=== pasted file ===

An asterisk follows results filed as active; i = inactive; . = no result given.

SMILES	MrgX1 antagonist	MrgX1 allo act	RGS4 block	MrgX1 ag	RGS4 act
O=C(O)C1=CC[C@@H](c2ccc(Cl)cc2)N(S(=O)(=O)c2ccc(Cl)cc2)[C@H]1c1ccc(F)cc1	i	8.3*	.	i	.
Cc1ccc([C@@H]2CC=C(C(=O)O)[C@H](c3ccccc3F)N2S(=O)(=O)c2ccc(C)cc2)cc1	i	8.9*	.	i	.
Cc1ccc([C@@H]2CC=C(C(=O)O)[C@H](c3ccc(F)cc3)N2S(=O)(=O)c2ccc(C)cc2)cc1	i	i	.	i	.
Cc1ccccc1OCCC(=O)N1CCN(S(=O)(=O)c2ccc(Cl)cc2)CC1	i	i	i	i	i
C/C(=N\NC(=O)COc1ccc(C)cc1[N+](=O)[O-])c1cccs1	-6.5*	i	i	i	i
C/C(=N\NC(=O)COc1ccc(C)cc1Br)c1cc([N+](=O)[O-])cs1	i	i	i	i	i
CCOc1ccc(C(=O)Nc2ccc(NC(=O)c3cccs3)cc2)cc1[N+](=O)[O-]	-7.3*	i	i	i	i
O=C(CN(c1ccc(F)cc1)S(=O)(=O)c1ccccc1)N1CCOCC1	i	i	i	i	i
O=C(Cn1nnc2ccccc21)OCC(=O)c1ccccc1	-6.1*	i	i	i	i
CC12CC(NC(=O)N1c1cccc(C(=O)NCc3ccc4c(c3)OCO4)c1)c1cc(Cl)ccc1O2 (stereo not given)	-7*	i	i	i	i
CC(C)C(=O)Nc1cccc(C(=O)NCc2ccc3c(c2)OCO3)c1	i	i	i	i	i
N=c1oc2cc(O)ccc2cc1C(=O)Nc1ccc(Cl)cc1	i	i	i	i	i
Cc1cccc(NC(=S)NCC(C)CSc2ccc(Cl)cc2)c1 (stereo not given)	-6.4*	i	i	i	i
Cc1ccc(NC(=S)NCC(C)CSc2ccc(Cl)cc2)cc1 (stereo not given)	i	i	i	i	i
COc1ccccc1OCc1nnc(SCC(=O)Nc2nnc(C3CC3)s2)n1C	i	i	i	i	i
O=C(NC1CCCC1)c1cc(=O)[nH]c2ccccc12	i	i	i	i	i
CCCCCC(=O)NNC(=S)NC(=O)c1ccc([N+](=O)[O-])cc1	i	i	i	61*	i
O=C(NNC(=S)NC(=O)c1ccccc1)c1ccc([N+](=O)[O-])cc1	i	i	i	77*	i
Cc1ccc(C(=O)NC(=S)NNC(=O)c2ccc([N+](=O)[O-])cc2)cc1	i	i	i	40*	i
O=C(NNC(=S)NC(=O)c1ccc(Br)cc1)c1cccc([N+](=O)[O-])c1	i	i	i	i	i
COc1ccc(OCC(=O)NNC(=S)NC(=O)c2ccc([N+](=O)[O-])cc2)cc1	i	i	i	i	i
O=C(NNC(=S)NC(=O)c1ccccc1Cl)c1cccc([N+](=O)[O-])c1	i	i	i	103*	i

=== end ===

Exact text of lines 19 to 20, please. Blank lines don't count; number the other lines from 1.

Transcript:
CCCCCC(=O)NNC(=S)NC(=O)c1ccc([N+](=O)[O-])cc1	i	i	i	61*	i
O=C(NNC(=S)NC(=O)c1ccccc1)c1ccc([N+](=O)[O-])cc1	i	i	i	77*	i